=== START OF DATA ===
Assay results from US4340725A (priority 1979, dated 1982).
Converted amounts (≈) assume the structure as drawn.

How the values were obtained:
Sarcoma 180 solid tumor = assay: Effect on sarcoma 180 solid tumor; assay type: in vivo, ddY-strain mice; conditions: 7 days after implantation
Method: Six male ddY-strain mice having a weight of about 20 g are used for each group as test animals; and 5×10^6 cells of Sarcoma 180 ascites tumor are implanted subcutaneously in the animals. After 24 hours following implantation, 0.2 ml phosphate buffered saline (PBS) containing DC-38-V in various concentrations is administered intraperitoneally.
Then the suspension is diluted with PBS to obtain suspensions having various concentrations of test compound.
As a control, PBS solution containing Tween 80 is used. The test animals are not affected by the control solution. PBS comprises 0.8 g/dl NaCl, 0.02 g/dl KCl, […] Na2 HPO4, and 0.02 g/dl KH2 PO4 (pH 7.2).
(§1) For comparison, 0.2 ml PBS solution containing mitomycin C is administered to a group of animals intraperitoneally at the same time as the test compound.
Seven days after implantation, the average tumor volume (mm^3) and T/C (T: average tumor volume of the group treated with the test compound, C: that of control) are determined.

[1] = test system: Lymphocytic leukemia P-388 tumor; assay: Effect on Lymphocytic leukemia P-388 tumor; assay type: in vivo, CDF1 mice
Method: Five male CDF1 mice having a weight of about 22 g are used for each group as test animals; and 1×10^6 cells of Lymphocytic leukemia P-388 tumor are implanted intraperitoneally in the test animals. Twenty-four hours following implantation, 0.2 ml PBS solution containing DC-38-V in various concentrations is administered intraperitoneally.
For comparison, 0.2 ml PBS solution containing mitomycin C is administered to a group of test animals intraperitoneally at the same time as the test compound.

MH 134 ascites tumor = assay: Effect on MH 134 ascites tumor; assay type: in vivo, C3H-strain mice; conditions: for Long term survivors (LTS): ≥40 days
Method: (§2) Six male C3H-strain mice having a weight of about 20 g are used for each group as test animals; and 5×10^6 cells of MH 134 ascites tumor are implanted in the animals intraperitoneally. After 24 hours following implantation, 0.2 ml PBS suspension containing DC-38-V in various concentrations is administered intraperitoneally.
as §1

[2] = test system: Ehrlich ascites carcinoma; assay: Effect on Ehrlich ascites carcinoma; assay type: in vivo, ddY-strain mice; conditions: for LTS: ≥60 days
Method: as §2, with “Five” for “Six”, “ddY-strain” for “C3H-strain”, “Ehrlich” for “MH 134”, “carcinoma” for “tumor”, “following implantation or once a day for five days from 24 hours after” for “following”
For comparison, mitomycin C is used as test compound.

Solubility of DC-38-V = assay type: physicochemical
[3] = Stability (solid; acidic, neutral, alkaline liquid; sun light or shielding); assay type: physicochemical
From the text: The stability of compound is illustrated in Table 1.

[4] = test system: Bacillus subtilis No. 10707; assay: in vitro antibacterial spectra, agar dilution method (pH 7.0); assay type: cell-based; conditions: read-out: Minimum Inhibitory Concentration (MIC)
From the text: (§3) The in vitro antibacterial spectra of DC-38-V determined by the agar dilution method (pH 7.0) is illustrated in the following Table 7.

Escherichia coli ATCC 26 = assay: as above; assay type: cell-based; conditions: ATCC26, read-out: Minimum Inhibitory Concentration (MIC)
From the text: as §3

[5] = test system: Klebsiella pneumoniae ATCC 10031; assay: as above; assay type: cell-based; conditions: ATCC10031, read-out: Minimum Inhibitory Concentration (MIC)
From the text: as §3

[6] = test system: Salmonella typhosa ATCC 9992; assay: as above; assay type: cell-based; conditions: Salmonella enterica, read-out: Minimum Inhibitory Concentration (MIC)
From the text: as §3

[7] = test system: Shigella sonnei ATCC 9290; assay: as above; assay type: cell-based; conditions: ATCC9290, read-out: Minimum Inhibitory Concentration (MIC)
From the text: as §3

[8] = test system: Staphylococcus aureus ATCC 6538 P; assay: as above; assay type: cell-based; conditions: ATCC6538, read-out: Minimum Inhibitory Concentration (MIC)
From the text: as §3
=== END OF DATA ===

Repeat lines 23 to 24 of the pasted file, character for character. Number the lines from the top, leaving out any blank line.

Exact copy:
From the text: (§3) The in vitro antibacterial spectra of DC-38-V determined by the agar dilution method (pH 7.0) is illustrated in the following Table 7.

Escherichia coli ATCC 26 = assay: as above; assay type: cell-based; conditions: ATCC26, read-out: Minimum Inhibitory Concentration (MIC)